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I'm trying to make something like this work:

struct holder {
  std::function<void()> destroyer;

  template<typename T>
  holder(T) = delete;

  template<typename T>
  holder(std::enable_if< WAS CREATED WITH new > pointer) {
    destroyer = [=] { delete pointer; };

  template<typename T>
  holder(std::enable_if< WAS CREATED WITH new[] > array) {
    destroyer = [=] { delete[] array; };

  virtual ~holder() {

In a way that I could then simply make return new test; and return = new test[10]; on a function that would return holder. But I found out that it won't ever be treated as an array, as operator new[] returns a pointer.

Is there any way to achieve the desired result?

Thanks! :)

share|improve this question
Are you trying to reinvent unique_ptr? unique_ptr<int> p(new int); will call delete when p goes out of scope. Similarly, unique_ptr<int[]> p(new int[10]); will call delete[]. – Praetorian Sep 16 '13 at 23:31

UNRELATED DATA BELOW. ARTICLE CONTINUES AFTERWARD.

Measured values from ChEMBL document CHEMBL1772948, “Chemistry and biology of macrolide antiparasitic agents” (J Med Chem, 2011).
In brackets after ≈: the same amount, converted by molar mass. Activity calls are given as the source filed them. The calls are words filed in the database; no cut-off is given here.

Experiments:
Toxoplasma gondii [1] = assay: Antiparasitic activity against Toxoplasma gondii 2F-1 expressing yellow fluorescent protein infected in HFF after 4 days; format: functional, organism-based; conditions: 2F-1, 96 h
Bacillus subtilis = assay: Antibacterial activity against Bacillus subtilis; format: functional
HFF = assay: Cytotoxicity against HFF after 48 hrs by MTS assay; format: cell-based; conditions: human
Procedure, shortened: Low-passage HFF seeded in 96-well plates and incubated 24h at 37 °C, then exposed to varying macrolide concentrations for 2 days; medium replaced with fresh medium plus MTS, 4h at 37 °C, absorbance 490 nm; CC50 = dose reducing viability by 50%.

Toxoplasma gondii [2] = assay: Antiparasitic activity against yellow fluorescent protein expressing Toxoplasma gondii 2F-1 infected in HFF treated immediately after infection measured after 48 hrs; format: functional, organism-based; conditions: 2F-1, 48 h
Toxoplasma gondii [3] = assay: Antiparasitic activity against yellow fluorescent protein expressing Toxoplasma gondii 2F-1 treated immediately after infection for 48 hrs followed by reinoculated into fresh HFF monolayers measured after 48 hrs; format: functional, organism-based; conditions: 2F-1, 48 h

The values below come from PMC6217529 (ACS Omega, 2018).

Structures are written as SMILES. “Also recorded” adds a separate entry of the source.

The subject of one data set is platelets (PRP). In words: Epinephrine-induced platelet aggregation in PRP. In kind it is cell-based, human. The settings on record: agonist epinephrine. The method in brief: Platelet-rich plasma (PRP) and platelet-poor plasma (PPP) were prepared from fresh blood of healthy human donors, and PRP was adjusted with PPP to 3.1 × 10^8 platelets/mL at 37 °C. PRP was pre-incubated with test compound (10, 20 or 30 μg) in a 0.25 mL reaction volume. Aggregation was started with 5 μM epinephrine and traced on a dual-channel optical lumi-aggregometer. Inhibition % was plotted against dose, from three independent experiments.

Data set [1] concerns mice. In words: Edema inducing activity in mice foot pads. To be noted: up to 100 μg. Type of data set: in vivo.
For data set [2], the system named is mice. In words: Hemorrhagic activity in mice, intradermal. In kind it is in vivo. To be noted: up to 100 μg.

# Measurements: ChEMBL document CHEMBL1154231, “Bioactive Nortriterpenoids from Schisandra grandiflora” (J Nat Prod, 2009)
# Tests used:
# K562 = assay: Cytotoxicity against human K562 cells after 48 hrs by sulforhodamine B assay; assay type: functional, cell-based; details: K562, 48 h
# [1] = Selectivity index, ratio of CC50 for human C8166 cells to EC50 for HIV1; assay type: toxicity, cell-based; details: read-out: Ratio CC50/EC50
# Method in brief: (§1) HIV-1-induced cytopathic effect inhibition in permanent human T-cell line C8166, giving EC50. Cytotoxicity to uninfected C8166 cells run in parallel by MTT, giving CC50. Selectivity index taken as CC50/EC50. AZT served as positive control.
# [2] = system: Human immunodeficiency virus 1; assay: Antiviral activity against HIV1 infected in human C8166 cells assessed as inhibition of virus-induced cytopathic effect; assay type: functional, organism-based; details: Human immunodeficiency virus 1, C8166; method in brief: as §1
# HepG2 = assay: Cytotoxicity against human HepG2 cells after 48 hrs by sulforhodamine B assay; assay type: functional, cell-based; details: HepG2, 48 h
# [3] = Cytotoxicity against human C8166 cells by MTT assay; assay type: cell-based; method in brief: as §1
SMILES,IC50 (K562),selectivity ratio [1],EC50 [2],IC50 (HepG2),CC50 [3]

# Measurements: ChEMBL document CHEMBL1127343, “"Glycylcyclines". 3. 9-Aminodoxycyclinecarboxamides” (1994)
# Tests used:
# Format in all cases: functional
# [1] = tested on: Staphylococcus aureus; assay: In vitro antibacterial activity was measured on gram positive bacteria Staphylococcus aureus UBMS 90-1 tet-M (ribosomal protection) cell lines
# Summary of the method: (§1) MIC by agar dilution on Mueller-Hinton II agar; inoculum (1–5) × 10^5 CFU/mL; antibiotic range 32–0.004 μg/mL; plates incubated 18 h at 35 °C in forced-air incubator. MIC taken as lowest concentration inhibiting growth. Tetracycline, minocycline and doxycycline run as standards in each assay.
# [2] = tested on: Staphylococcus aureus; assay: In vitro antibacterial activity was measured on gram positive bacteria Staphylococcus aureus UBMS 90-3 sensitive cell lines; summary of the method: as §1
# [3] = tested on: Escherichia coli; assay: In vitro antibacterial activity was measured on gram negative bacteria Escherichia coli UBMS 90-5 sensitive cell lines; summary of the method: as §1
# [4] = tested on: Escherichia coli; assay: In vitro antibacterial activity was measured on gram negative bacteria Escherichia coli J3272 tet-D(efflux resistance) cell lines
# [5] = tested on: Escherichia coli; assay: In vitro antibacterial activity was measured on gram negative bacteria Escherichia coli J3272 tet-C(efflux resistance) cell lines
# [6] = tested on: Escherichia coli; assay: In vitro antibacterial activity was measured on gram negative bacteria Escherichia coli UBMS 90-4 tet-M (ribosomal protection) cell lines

Kinda, but with an implicit detected <template type>. – Paulo Torrens Sep 17 '13 at 1:26
up vote 5 down vote accepted

It is impossible; whether or not new or new[] was used is not part of the pointer's type information.

share|improve this answer
Sad, but thanks. – Paulo Torrens Sep 17 '13 at 3:23

The only way I know of is through placement-new:

#include <new>
#include <iostream>

struct A
    void* operator new(std::size_t n, void* ptr)
        std::cout << "operator new()\n";
        return ptr;

    void* operator new[](std::size_t n, void* ptr)
        std::cout << "operator new[]\n";
        return ptr;

int main()
    A* ptr;
    new (ptr) A();
    new (ptr) A[5];
share|improve this answer
I mean, I understand it is a special example of usage, but things inside main() are so terribly wrong, it gives me shivers... – Petr 'lapk' Budnik Sep 17 '13 at 1:11

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